HARRISBURG — Democratic Gov. Tom Wolf on Tuesday said he was optimistic the Republican-controlled Legislature can produce a deal to patch a projected $2.2 billion budget gap in the coming days and end a nearly three-month stalemate.
Lawmakers authorized nearly $32 billion in spending on June 30 and have grappled ever since with how to fully fund it.
Wolf said he believes leaders of the House and Senate Republican majorities are on board with getting a deal done and signed by Oct. 1, before Pennsylvania’s battered credit rating gets another downgrade and he must delay more payments for lack of cash.
There is a lot of ground to cover before then.
Calling it a tax increase
Wolf and the lawmakers who back a tax increase to help prop up Pennsylvania’s finances shy away from using the words “tax increase.” Instead, they try to use the term “recurring revenue” to refer to a new source of money that provides a reliable cash infusion every year — such as a tax increase.
The Senate, backed by Wolf, passed a roughly $550 million tax package that hit Marcellus Shale natural gas production; electric, natural gas and telephone utility customers; and sales through online marketplaces like Amazon and eBay.
The House rejected any sort of tax increase when it passed its plan. Instead, it wants to siphon approximately $630 million from accounts for environmental protection, mass transit and other programs explicitly created by lawmakers and given their own source of dedicated funding.
Wolf opposes that plan, and Senate Republicans say just $140 million of that amount is actually available and not otherwise committed to a project.
Calling it borrowing
In July, the Senate backed a revenue package based on borrowing $1.3 billion in a securitization arrangement, to be paid back over 20 or 30 years.
House Republicans, however, pushed back on that concept and instead passed a revenue plan that relies heavily on what they call the $1 billion “sale” of a state “asset.”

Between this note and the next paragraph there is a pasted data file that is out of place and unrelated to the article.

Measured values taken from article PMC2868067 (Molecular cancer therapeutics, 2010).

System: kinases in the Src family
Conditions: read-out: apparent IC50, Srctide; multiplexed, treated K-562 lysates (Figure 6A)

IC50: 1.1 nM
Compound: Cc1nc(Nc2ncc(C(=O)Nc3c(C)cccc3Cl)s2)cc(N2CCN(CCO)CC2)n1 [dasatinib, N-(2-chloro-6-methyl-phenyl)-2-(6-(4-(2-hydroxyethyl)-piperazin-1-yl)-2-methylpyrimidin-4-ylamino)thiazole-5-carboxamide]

What that really means is borrowing $1 billion upfront in return for giving the lowest bidder — an investment bank or hedge fund, perhaps — the rights to a certain slice of state revenue for up to 10 years.
Senate Republicans, Democratic lawmakers and public finance professionals say such a transaction is nothing more than borrowing and would likely carry a higher effective interest rate even than a traditional securitization agreement because it shifts some risk to the lender.
Gambling with gaming
House and Senate leaders seem to agree any revenue package can rely on at least $200 million in one-time license fees from what they call “gaming.” That means counting on another expansion of casino-style gambling in the nation’s No. 2 commercial casino state, an expansion that lawmakers haven’t even approved.
Wolf and lawmakers already counted $100 million in fees toward last year’s budget from some sort of future casino gambling expansion. They were unable to agree on legislation to do it.
That $2 billion claim
Wolf on Tuesday said he’s cutting “over $2 billion to streamline government,” a claim he began making in February when he proposed a budget for this fiscal year. However, Wolf’s definition of cuts and streamlining is a broad one.
It includes perhaps hundreds of millions of dollars in cost avoidances that might have materialized anyway, such as revisions in future cost projections for medical care under Medicaid and hundreds of millions of dollars in transfers from a workers’ compensation fund and a nonprofit organization created by state law in 2002 to offer medical malpractice insurance.